But guessing blindly and applying the strategy of guess-and-check are two completely different animals. When teachers and students dismiss guess-and-check as problem solving by luck, they are not seeing the sophisticated reasoning and understanding that must be brought to bear to use this approach which has as much right to be called a strategy as any other. Consider the following problem:

Tori has gotten the following scores on her last four math tests: 79, 86, 92, 88. What does she have to score on her fifth test to have an average score of 85?

Before you start writing an equation to find the answer, also consider why you might pose a problem like this to your students. What is it that you want to know about what they know? Is the important thing that they be able to abstract the definition of an average into symbols, or that they understand how averages behave and what they mean? Although it may be marginally faster to write and solve an equation (assuming one is already skilled at that), consider the reasoning and possibly even learning that can take place when you approach this with guess-and-check.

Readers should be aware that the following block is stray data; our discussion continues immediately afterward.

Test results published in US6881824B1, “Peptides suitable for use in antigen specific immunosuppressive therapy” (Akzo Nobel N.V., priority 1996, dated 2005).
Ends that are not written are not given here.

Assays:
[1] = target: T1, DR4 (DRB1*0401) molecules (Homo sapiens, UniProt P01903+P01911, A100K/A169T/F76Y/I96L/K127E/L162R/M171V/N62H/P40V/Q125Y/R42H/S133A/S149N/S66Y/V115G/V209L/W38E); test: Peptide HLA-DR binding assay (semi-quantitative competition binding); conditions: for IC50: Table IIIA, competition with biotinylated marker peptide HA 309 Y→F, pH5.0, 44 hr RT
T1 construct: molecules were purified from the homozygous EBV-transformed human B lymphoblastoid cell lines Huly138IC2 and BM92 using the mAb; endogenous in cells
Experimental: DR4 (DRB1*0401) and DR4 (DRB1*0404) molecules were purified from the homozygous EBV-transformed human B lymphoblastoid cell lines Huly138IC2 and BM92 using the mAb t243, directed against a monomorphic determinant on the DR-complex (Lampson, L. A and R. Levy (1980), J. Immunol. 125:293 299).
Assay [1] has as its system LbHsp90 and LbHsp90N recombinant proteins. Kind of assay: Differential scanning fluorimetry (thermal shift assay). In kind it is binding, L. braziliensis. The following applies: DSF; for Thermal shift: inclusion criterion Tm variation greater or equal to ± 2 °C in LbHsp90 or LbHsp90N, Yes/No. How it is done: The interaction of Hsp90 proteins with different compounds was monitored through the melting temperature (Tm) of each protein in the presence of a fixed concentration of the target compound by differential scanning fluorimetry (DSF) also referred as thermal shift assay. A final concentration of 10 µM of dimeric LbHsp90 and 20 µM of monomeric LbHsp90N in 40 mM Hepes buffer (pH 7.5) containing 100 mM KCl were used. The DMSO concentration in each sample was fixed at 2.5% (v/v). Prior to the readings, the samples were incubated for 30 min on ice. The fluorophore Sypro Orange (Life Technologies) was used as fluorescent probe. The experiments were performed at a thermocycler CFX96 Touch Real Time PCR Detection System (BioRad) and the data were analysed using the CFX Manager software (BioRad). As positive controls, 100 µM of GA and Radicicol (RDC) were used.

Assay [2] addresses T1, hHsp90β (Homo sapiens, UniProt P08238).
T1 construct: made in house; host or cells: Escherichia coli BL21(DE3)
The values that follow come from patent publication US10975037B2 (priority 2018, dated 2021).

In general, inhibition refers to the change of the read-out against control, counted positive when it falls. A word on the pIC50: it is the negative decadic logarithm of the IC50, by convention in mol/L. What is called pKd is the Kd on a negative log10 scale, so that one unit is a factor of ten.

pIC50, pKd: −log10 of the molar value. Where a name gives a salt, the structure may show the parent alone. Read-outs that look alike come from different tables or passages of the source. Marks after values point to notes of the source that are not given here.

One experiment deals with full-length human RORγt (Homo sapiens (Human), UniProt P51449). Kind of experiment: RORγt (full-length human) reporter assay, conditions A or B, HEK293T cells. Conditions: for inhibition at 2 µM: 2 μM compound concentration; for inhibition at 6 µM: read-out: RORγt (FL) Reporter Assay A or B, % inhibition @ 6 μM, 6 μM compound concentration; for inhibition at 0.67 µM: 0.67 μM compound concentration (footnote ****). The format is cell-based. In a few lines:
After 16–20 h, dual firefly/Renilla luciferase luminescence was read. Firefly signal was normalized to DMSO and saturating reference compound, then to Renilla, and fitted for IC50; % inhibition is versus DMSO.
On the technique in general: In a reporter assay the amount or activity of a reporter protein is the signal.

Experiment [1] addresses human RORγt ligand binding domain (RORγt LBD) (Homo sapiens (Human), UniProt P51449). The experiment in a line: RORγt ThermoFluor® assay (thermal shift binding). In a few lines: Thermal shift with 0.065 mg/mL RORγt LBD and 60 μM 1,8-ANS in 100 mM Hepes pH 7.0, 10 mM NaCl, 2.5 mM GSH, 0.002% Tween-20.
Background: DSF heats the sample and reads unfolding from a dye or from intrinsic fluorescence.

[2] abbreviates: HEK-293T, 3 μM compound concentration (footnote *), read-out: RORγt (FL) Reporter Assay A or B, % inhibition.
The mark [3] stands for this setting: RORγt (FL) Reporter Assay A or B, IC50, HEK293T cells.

Let’s put ourselves in Tori’s shoes. She wants to get exactly an 85 average – no worse and no better. She decides to explore what will happen if she scores an 85 on the next test. This is reasonable because the scores are all fairly close to 85 already. Maybe she can hit the average by aiming right for it.

Testing out her guess, Tori adds up the five scores to get 430 and then divides by five to get an average of 86. That’s close! And Tori has just demonstrated that she knows how to find an average. Her guess got her close, but the answer was a little higher than what she was aiming for, so a second guess is needed.

Because 85 was too high, Tori decides to try a lower number. She wants to lower the average by one, so she tries lowering the guess by one (that’s reasoning!). With a guess of 84, adding up the five scores gives a sum of 429 and dividing by five gets Tori to an average of 85.8.